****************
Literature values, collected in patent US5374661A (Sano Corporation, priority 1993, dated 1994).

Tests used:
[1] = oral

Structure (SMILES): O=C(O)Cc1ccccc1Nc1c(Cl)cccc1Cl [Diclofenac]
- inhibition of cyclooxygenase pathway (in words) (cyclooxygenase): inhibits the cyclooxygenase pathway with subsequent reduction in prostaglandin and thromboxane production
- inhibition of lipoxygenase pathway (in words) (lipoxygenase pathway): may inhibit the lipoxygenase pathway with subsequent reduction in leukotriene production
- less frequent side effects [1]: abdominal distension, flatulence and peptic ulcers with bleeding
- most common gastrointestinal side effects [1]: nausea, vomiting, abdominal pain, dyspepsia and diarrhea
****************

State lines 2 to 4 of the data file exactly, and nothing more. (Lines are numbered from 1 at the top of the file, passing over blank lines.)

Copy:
Tests used:
[1] = oral

Structure (SMILES): O=C(O)Cc1ccccc1Nc1c(Cl)cccc1Cl [Diclofenac]